By Nsunjo Erica
A new research study has found that pregnant women are less likely to show symptoms of COVID-19 before being admitted to hospitals than non-pregnant women of similar age.
The study further showed that pregnant women may be at increased risk of needing admission to an intensive care unit (ICU) than non-pregnant women and that pregnant women who have COVID-19 appear more likely to develop respiratory complications.
Research shows that some of the non-pregnant women admitted and before being admitted to the hospital with COVID-19 report symptoms such as fever, cough, and difficulty breathing. However, recently pregnant women with COVID-19 are less likely to report these same symptoms.
Researchers say that not showing COVID-19 symptoms but requiring ICU could be partially attributed to the understanding that a mother’s immune system is often compromised to protect the baby. Additionally, the lungs and the cardiovascular system that the COVID-19 attacks mainly are already under strain during pregnancy.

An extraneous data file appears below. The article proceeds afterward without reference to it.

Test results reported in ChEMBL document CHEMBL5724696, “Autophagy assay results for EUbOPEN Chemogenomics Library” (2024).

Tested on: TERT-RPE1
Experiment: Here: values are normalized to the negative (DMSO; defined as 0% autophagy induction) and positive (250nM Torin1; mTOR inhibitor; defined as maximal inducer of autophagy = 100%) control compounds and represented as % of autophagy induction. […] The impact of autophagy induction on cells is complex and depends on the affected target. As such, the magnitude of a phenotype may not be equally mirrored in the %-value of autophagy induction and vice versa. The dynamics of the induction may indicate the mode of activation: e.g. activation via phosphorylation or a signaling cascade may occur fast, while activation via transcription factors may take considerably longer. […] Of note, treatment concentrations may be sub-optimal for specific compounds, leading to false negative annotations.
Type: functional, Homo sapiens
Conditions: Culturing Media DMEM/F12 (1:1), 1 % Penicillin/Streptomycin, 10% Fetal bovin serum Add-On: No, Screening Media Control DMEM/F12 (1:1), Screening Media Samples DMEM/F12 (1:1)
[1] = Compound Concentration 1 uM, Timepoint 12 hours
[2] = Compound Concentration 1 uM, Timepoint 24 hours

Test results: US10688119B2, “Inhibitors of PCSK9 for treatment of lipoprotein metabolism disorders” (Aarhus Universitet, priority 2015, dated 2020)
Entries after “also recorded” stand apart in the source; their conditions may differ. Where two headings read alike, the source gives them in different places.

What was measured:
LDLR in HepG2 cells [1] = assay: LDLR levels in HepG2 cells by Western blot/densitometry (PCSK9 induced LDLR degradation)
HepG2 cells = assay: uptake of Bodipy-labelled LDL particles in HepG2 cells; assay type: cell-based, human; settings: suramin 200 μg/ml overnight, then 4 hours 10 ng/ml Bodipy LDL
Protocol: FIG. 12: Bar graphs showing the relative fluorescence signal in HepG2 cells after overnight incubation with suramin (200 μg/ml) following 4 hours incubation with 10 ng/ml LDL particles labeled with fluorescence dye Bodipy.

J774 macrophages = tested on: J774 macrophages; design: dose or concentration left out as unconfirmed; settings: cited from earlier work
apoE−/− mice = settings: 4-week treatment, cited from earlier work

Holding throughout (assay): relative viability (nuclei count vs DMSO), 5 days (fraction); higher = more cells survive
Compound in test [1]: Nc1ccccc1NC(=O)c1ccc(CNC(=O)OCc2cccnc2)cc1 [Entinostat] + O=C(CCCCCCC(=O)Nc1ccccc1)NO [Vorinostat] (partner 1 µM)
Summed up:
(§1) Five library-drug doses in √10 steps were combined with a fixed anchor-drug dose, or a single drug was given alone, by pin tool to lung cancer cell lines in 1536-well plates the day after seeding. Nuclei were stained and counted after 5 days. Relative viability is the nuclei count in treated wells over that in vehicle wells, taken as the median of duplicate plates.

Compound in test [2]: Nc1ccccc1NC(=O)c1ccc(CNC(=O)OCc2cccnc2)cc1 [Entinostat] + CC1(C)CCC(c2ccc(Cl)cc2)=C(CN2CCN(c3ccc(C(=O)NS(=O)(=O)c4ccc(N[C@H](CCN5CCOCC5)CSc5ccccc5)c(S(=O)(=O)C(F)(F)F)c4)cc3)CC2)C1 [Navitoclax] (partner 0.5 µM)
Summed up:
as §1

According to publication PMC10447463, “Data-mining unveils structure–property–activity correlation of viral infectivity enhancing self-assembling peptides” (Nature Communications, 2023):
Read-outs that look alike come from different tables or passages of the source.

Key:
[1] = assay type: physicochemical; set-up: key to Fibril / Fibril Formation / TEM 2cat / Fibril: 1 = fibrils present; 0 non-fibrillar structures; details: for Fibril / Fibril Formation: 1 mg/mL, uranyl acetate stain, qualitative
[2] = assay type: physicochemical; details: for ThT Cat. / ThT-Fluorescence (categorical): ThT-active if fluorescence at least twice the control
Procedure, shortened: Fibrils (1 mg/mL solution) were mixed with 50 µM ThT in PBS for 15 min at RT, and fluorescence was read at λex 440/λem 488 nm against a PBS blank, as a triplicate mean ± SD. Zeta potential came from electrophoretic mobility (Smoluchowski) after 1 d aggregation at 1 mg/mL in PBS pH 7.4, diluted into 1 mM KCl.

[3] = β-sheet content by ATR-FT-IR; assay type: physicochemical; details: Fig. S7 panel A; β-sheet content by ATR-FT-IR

The study also found that a quarter of all babies born to mothers with COVID-19 are likely to be admitted to a neonatal unit and are at increased risk of admission than those born to mothers without the COVID-19 virus.
Research however revealed that it isn’t yet very clear about the effect of COVID-19 on babies and pregnant women and how it frequently causes problems during pregnancy or affects the health of the baby after birth.
All the birth defects caused by COVID-19 haven’t been exhausted, but doctors say it doesn’t cause miscarriage. However, there have been a small number of reported problems, such as premature birth, in babies born to mothers who tested positive for COVID-19 during pregnancy. Doctors also say that these problems might as well not be related to the mother’s infection.
Researchers are also looking into finding out about the COVID-19 transmission from mother to baby in the womb.